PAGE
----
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Driving Force Helps Grad Shift Gears, Land Job
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Driving Force Helps Grad Shift Gears, Land Job

STEVE INSKEEP, host:

Our series, Setting Out, has featured so many college graduates struggling to find jobs that it may be a bit of a relief to meet one young man in Ohio who can relax this summer. He has a degree from a top university and he has a job lined up.

Mhari Saito of member station WCPN in Cleveland has the story of a new graduate who will soon start his career in business.

MHARI SAITO: After graduating from Case Western Reserve University in May, 22-year-old Duwain Pinder moved back home to Reynoldsburg, Ohio, a suburb of Columbus.

His mom, Dora, quickly put him to work, dealing with one of the effects the recession has had on their family. The local school district is in financial trouble, and last year's failed school levy meant the end of bus service for its high schoolers.

Ms. DORA PINDER: So his sister, we had to transport her to school and so he's been doing the pickup every day.

(Soundbite of laughter)

Mr. DUWAIN PINDER: (unintelligible) I'm like a chauffer, so.

SAITO: Since graduation, Pinder has also been doing errands around the house and catching up with friends and family. One thing he's not doing is looking for a job. But he finds that when he tells people his post-graduation plans, the response is always the same.

Mr. PINDER: Yeah, it's more like, you know, oh so have you graduated? And I'm like, yes. And they're like well, congratulations on graduating. They're like well, do you know what you're going to do after? And, you know, I'm like oh well, I have a job in Cleveland. They're like oh, you have a job? That's awesome.

SAITO: Pinder initially dreamed of being an investment banker. And from his freshman year of college he pursued that goal hard. He held internships at financial companies every summer, served as student body president and made the dean's list.

In the fall of 2007, he traveled to New York and toured Wall Street investment banks. But just a year later, the company where he hoped to work collapsed in the country's worst financial crisis since the Great Depression.

Mr. PINDER: I wanted to work for Lehman Brothers. But then, you know, that kind of didn't happen, so it was just interesting because it was like, you know, this was a career path that I wanted to go into and it's not there anymore.

SAITO: After talking with college advisers, Pinder decided to look at management consulting firms. He soon found that for these companies he had to relearn how to do a job interview.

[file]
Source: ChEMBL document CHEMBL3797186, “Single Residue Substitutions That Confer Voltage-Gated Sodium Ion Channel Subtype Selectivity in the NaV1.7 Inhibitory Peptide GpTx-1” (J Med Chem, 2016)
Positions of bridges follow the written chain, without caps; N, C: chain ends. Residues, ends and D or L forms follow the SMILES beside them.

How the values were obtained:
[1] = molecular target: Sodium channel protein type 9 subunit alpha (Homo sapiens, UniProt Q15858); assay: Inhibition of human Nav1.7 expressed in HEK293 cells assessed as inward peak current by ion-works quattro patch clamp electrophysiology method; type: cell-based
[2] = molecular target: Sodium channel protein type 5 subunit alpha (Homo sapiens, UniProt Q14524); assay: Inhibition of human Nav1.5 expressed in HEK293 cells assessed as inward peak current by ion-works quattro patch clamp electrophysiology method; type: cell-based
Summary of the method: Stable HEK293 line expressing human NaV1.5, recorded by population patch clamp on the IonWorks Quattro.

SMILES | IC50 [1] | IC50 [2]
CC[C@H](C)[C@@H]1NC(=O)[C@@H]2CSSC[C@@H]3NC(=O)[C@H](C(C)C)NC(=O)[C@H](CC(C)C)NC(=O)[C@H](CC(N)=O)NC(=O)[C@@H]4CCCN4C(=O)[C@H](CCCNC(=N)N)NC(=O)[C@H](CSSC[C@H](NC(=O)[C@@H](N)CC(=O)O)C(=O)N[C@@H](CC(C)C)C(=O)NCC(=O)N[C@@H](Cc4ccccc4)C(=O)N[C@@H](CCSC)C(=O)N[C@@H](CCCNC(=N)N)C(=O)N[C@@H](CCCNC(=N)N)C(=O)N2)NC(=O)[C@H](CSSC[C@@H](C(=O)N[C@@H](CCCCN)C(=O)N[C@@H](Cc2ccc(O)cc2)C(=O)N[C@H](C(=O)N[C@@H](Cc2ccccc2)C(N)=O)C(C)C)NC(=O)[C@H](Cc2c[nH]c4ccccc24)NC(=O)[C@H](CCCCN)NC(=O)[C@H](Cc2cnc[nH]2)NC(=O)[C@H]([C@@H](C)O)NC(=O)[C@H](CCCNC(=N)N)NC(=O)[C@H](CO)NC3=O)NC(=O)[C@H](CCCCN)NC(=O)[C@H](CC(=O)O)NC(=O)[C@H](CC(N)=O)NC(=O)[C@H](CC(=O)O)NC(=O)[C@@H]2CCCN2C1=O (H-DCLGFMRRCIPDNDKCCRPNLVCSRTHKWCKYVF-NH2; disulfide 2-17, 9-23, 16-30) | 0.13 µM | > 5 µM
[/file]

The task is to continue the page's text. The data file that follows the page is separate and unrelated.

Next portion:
Mr. PINDER: They'll give you a business problem and kind of go through some iterations of, you know, what you think about the problem, how you would solve it if you had the information necessary. And that's something I never did before. I did a lot of practice.

SAITO: Hours and hours of practice. The work paid off, though. Duwain Pinder got interviews with JP Morgan, Deloitte & Touche, and McKinsey & Company. He got offers from all three.

Assistant Dean Jim Hurley advises Pinder and other business and economics majors at Case. In the current job market, Hurley says students have to start working towards their career goals early.

Dr. JIM HURLEY (Assistant Dean, Weatherhead School of Management at Case Western Reserve): When you think about Duwain, you have to remember that, I mean, he didn't start his job search in his senior year. I mean, he was very career-focused when he came in to the university, and then, he's one of our very, very best and brightest. And I think that his experiences, the Case Western Reserve name, opened a lot of doors. But there were some students who found things tougher this year.

SAITO: In a few weeks, Duwain Pinder will start his professional career as a business analyst at McKinsey & Company. Duwain credits his mom, Dora, for helping him stay focused on the future.

Dora says there are jobs out there, but graduates looking for work have to be creative and persistent.

Ms. PINDER: I tell people this all the time. Go out and volunteer and try to get something on your resume. You're not doing anything anyway, so just unique things to market yourself. And so they will get jobs, eventually.

SAITO: And this anyone is proof that strategy works even in these tough times -it's Duwain Pinder.

For NPR News, I'm Mhari Saito in Cleveland.

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